Lebanese merchants hit back against sweeping increases in customs duties with a general strike in Beirut yesterday (Tuesday).
Lebanese merchants hit back against sweeping increases in customs duties with a general strike in Beirut yesterday (Tuesday). The strike, which storekeepers say will continue indefinitely, followed new duty charges on some 500 items including cars, liquor, perfume and soap. The increase is an much as 50 per cent.
Visnews cameraman Paul Nazarian filmed the effect of the strike upon Beirut, where the shopping centre resembled a ghost town yesterday.
SYNOPSIS: Fifteen-hundred merchants in Beirut are threatening a showdown with the Lebanese government. The shop and storekeepers started an indefinite strike on Tuesday that promptly paralysed the centre of the capital. And they say they won't reopen for business until the government lifts increased customs duties on nearly five-hundred luxury goods -- including cars, liquor and perfume. The increases are by as much as fifty per cent.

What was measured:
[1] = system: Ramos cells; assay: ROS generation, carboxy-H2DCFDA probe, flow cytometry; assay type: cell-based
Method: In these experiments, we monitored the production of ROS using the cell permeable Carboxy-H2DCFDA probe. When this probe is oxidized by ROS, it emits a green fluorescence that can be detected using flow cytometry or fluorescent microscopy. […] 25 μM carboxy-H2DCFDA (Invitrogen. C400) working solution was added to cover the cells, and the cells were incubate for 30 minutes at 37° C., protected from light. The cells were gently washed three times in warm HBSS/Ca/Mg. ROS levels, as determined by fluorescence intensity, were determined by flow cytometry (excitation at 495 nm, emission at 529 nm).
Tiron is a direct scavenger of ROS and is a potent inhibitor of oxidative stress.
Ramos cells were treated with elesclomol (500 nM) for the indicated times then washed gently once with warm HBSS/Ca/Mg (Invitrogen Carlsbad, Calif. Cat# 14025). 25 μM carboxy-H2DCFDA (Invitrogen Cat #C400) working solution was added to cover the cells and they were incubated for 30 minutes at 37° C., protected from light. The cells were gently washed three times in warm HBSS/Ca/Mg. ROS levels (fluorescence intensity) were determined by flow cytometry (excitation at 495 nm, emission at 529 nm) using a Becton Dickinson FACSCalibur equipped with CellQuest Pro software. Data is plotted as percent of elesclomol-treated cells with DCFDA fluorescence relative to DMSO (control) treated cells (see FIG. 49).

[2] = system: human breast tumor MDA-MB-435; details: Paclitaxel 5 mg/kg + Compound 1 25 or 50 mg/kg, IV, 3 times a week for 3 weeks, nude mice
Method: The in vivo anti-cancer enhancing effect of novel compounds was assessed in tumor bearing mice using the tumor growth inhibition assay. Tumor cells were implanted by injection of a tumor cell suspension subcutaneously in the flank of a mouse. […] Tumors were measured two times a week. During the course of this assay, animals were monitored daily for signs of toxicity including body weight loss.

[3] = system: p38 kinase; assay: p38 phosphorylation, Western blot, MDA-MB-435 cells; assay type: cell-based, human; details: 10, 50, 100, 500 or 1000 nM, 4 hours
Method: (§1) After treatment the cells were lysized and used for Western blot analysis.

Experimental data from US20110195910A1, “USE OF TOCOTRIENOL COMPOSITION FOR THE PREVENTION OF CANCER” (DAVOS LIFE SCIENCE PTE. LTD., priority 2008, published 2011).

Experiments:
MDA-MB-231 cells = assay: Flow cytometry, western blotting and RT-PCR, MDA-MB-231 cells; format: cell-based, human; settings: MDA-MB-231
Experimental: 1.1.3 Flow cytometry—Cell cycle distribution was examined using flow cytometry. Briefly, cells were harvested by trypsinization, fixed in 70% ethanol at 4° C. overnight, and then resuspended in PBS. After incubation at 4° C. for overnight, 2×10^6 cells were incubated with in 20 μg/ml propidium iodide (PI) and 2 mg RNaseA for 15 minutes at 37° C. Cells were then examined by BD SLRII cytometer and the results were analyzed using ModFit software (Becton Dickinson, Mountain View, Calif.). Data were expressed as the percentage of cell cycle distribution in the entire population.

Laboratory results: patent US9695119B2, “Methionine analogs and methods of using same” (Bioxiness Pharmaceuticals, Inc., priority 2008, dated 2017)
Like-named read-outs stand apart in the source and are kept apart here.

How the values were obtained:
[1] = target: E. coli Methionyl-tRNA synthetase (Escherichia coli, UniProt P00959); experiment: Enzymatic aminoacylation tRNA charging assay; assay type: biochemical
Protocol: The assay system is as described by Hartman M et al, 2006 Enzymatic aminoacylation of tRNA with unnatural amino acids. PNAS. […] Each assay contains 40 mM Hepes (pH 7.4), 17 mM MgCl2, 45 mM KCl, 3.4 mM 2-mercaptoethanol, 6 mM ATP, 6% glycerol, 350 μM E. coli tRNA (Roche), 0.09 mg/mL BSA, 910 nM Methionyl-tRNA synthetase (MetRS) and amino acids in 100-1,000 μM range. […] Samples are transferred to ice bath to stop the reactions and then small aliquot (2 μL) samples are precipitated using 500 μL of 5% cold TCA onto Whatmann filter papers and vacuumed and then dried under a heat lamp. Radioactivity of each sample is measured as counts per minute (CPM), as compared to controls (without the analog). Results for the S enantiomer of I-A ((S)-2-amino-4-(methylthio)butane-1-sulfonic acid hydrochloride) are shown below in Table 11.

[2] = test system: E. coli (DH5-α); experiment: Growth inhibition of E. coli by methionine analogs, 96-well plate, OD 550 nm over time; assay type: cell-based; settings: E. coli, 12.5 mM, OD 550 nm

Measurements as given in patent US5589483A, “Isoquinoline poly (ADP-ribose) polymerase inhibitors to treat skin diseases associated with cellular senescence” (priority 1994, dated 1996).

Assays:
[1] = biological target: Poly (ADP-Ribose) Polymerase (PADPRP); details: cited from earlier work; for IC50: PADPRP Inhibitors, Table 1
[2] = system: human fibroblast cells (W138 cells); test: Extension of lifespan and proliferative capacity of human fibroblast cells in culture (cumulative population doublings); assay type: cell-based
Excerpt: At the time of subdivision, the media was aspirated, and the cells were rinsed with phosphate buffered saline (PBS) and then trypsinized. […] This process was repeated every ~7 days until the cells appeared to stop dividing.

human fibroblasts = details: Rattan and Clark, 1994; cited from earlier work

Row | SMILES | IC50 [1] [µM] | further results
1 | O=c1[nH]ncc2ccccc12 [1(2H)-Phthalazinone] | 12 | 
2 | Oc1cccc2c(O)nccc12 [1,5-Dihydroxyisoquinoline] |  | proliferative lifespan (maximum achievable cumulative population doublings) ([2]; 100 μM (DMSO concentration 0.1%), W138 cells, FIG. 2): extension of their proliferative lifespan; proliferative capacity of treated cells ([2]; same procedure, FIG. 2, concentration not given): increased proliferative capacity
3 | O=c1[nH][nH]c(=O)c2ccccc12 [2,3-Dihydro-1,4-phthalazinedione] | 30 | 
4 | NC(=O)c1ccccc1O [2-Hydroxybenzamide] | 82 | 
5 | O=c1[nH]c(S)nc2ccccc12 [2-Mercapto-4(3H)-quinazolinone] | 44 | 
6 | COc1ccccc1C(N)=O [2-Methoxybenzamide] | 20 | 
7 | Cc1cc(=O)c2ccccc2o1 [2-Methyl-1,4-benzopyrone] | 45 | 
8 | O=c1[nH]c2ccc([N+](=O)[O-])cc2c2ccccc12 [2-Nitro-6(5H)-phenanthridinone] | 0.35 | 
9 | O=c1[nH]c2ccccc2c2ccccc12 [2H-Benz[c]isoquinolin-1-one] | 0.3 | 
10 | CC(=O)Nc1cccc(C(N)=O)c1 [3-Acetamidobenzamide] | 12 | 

While the big shutdown continued, Prime Minister Saeb Salam was calling for an immediate dialogue with the merchants as the only constructive way to solve the dispute. Meantime, Lebanese newspapers were viewing the strike as the biggest challenge the Prime Minister has so far had to face. The new customs duties are intended to offset a deficit in funds for national development and social projects.